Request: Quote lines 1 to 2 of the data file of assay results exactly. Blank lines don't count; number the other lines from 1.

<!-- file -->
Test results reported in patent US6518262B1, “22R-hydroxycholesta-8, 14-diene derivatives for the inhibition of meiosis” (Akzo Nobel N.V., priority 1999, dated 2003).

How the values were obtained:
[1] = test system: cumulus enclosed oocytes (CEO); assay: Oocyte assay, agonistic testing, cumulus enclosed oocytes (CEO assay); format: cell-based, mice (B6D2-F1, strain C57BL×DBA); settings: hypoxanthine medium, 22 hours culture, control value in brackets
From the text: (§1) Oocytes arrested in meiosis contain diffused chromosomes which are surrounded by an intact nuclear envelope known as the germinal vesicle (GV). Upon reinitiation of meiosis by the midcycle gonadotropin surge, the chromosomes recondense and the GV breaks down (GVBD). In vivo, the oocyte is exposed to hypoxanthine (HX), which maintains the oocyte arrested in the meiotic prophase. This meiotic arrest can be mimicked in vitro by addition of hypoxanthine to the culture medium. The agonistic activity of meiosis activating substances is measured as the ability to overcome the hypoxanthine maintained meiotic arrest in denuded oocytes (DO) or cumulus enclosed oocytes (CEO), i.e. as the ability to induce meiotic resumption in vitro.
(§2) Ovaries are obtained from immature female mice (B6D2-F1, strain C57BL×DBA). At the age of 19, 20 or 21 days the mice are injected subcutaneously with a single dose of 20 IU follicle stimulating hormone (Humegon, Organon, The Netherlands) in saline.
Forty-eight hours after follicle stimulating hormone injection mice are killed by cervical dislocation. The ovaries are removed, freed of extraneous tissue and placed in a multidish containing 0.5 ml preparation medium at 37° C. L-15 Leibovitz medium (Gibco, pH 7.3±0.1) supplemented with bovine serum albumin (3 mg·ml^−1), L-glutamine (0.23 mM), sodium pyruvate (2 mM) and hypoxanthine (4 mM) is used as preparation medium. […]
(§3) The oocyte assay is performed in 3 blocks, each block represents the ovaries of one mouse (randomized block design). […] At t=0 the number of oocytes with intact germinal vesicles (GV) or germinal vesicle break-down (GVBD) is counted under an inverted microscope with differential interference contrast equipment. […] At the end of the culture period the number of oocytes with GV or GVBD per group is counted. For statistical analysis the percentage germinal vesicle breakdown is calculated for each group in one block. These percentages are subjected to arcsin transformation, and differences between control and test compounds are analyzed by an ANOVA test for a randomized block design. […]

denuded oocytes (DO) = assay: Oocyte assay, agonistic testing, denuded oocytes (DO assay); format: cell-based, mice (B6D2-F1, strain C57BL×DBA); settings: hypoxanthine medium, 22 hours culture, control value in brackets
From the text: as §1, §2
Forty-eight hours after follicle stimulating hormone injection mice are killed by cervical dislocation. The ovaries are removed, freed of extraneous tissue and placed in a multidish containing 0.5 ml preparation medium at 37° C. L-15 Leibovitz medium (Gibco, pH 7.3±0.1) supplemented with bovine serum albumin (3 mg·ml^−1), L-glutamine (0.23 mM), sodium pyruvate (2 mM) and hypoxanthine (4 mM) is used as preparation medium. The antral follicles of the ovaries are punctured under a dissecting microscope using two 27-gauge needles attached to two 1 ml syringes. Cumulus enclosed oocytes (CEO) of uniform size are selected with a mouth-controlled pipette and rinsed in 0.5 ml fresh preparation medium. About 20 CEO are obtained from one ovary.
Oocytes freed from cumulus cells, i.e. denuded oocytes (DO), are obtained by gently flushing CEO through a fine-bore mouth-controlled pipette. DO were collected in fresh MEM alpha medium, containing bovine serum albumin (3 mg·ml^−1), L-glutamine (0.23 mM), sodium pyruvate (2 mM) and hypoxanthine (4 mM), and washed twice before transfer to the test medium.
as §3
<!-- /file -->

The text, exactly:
Test results reported in patent US6518262B1, “22R-hydroxycholesta-8, 14-diene derivatives for the inhibition of meiosis” (Akzo Nobel N.V., priority 1999, dated 2003).

How the values were obtained: